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Wednesday, October 8, 2014

South African Culture & The Classroom

(In case you missed my first post from August - http://bcteachabroad.blogspot.com/2014/08/grahamstown-south-africa.html

I cannot believe I am already over half way through my time in South Africa! I have visited each school eight times so far, and while it can be time-consuming, I thoroughly enjoy both placements! Victoria Primary and The Good Shepherd School teach me so much about South African culture.

My visits to VP and Good Shepherd have taught me that religion is very important to most South Africans. While both schools are not religiously affiliated, VP and Good Shepherd have a strong Christian ethos. Even in public schools like VP and Good Shepherd, prayer is incorporated into the daily routine. Staff members are expected to lead students in prayers before meals. This is one of my favorite parts of visiting Victoria Primary! Every day before snack the Grade R girls are told, “Line up, hands together, eyes closed”. Then in unison they sing a little prayer…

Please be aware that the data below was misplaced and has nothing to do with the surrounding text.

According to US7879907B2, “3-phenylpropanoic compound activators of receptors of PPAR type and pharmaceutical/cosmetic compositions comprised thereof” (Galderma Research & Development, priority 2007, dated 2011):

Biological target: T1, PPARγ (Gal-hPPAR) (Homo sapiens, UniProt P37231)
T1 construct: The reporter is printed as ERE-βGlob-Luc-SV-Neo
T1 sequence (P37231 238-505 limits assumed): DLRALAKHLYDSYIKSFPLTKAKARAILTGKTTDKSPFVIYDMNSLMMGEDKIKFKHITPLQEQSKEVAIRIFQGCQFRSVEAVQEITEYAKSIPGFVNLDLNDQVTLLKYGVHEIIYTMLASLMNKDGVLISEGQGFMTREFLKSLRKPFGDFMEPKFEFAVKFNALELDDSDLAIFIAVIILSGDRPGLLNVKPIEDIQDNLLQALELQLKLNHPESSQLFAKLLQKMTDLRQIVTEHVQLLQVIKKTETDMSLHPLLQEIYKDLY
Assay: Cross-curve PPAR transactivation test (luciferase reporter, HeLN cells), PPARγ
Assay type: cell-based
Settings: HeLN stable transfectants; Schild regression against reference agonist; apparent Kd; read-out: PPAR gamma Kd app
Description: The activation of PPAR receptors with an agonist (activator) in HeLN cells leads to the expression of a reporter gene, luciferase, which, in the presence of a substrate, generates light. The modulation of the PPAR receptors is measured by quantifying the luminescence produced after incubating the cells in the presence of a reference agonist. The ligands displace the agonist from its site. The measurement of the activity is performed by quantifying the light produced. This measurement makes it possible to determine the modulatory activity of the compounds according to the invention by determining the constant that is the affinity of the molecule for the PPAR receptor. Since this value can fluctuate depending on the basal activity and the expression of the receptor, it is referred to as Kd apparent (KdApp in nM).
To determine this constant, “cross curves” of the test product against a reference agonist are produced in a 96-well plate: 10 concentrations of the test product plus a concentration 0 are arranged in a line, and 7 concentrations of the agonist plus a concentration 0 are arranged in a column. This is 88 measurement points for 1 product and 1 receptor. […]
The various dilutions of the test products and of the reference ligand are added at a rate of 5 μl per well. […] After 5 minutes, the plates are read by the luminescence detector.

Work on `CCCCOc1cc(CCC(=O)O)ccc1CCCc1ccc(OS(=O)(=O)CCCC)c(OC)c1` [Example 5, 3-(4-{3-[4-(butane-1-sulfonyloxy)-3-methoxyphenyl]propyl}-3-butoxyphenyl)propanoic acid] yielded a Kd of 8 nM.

Thank you Father, thank you Father,
For our food, for our food,
And our many blessing, and our many blessing.
Amen. Amen.

Then they repeat the prayer in Afrikaans and isiXhosa. It is the sweetest thing to see the little girls singing together! Instead of having everyone sing separately in their first languages, they sing all three versions together.

Language is another major way that South African culture is reflected in these schools. Most of the students are bilingual here. Nearly all of the students from Good Shepherd do not speak English at home. I am in the English classroom at Good Shepherd, so the teacher must constantly remind the students to speak in English. All of the teachers at Good Shepherd speak Afrikaans. In the staff room it can be hard for me to keep up with the conversation switching between English and Afrikaans. My CT, Mrs. Herring, is nice and will usually translate if I look confused. At Victoria Primary, the teachers incorporate the other languages into the curriculum through Afrikaans and isiXhosa lessons.